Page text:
The same thing played out over and over for the next half hour or so. A good cast, a good drift, a rise and inspection, and a refusal by a dumb nine inch stocked brown trout. I looked closely at the small caddis imitation between my thumb and index finger several times. Each time I thought to myself that it looked real enough to me, that it should look even better to a dumb animal, and that neither one really mattered since it was the only one I had.
Some might say not packing up because of a little rain is what separates the men from the boys, while others will argue that the fish bite the best when it’s raining. I’ll admit to using both excuses more than once to keep casting, whether I was catching anything or not. If there’s one thing fishermen are good at, it’s lying. And if there’s a close second, it’s making up excuses.
When things finally come together they feel like a fish pulling against you at the end of your line…
Patience. By definition it’s the capacity to accept or tolerate delay without getting angry or upset. My Grandmother used to tell me it was a virtue. As a high school kid in ripped jeans and a leather jacket it was the only hit song off the Guns-N-Roses “Lies” album, and today, twenty-eight years later, patience is something I seem to be in short supply of. Whatever it is I want done, I don’t want to screw around, I just want it done now. It needs to happen now. So that I can move on to more important things. Like fishing.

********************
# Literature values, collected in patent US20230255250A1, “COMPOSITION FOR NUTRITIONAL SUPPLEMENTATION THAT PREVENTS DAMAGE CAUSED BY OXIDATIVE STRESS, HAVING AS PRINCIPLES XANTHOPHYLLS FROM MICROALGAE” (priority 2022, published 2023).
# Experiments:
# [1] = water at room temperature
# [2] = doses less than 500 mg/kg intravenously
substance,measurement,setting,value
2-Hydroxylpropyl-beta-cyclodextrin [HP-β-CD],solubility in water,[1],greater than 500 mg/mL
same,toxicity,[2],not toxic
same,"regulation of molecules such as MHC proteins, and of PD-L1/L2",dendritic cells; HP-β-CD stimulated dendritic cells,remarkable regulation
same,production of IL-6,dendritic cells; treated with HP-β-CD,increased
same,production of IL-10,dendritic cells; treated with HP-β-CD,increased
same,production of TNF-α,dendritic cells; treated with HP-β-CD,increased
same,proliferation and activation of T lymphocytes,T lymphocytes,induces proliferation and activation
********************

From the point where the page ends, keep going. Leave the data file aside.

It was just good to finally be on my favorite stream again, and to see it in such a different way was almost refreshing. In the end on the drive home I thought about it in my head, wondering how I could put it into words that would get the true feelings across.
But this morning I came across some pictures from up on the towers, and it lead to me thinking about things that I took away from my short time in that industry. Mostly fly fishing, and a pair of old friends. In the picture I’m looking down past my boots at the featureless landscape four-hundred and fifty some odd feet below. But it wasn’t the height, and it wasn’t the memory of that specific job that made the picture special. It was my boots supporting me up on the narrow, cold steel up in the wind. They’re my wading boots.
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